There, they spoke to Sergio Cortesi, who still counts sunspots at a tiny observatory called the Specola Solare Ticinese. Cortesi knew that Max Waldmeier, who directed the Zürich Observatory in the 1940s, had started multiplying big sunspots by a factor of 5. Worse, Waldmeier didn’t re-calibrate the old data. This change propagated forward in time.
But that only accounted for one of many discrepancies between the rival sunspot series.
There are a lot of problems with comparing sunspot records. Records are spotty. Human eyes degenerate over time. Different observatories, in different locations, have different seeing. And people have different definitions of what a sunspot really is. Now, with space-based telescopes, like those on the Solar Dynamics Observatory, and image-processing tools, we can define exactly what a sunspot is. But then, such things were impossible.
It is possible, however, to compare contemporaneous records: multiple observatories, observing at the same time, should see the same thing. If, for example, an observatory in one place sees consistently fewer spots than an observatory in another location, then we can multiply the first series by a factor to make it match the second. That’s what Hoyt and Schatten did: they calibrated all the historical indices to one taken by the Royal Observatory in Greenwich, in the United Kingdom. But the Sunspot Number Workshop group found flaws in the Greenwich series — the ratio between the sunspot number, s, and the group number, G, suspiciously increased between 1875 and 1915, only to remain flat again later — that undermined Hoyt and Schatten’s entire analysis.
The Waldmeier jump and the Royal Observatory drift were two of several major discoveries by the Sunspot Number Workshop group. They discovered other inaccuracies as well, and fixed them all. The new SILSO sunspot data are, according to the team, fairly robust from the year 1750 forward. They also fit well with other measurements of solar variability.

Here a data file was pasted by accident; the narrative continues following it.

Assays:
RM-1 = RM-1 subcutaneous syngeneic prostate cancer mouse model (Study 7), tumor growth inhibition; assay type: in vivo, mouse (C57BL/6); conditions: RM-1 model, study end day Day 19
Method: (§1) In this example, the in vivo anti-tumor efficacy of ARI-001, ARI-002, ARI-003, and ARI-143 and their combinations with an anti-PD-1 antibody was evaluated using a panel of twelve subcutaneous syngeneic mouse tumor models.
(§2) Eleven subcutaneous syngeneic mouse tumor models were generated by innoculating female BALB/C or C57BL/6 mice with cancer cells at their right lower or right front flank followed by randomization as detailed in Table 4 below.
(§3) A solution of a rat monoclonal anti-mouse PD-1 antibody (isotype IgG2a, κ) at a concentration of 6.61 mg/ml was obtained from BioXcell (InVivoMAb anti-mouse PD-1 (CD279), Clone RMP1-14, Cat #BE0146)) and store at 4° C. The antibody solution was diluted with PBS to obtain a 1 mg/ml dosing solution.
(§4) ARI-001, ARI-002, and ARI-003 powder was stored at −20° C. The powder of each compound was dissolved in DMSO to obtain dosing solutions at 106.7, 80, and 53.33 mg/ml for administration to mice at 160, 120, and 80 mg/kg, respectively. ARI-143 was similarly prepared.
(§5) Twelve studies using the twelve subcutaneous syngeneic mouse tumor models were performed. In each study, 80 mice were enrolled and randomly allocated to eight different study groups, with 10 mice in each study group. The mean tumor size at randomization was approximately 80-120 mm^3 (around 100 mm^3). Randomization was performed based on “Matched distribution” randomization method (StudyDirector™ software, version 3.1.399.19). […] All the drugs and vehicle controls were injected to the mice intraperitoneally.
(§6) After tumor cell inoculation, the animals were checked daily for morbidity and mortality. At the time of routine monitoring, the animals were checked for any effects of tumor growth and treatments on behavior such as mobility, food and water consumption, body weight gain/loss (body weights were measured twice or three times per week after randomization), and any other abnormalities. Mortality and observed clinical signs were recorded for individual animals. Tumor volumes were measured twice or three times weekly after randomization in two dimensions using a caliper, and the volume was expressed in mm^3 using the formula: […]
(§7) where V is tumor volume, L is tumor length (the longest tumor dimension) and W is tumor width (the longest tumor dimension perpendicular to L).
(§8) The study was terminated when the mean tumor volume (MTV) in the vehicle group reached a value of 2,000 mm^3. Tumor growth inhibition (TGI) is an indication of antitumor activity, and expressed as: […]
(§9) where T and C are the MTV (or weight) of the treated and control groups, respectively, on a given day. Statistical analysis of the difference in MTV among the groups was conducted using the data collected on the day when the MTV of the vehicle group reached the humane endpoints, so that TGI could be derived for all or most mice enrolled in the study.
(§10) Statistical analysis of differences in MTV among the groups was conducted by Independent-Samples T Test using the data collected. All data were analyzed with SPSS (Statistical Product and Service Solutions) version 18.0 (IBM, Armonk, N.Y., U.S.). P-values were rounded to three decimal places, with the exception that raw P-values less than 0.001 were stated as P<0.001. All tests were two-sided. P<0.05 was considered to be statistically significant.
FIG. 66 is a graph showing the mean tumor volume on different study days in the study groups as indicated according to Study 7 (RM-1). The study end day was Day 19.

The index isn’t merely a matter of good record-keeping: it directly bears on solar science. For example, one of the revelations brought about by these fixes is that, contrary to what solar physicists had thought, solar activity has been relatively steady since the 1700s. That in turn changes how we think the Sun has been influencing solar weather and Earth’s climate.
It was a great investigation, but one that isn’t finished yet. Furthermore, not everybody agrees on the new index. Because the new version unequivocally disproves the idea that the Sun has been getting progressively hotter over time, a number of the climate-change scientists who pin global warming on a hotter Sun oppose the new index. It will take time, and a few more debates, before everybody agrees on a sunspot index. So we better hang on to those old, hand-written notebooks from hundreds of years ago. They may help us figure out what the Sun will do tomorrow.
Monica Bobra is a solar physicist at Stanford University and a former S&T intern.
Frédéric Clette et al. "Revisiting the Sunspot Number. A 400-Year Perspective on the Solar Cycle." Space Science Reviews, vol. 186, issue 1-4, pp. 35-103.
Frédéric Clette et al. "Revision of the Sunspot Number(s)." Space Weather. vol. 13, issue 9.
Frédéric Clette et al. "The revised Brussels-Locarno Sunspot Number (1981-2015)." Posted to arXiv.org July 28, 2015.
Douglas V. Hoyt and Kenneth H. Schatten. "Group Sunspot Numbers: A New Solar Activity Reconstruction." Solar Physics, vol. 179, issue 1, pp. 189-219.
Douglas V. Hoyt and Kenneth H. Schatten. The Role of the Sun in Climate Change. Oxford University Press, 1997.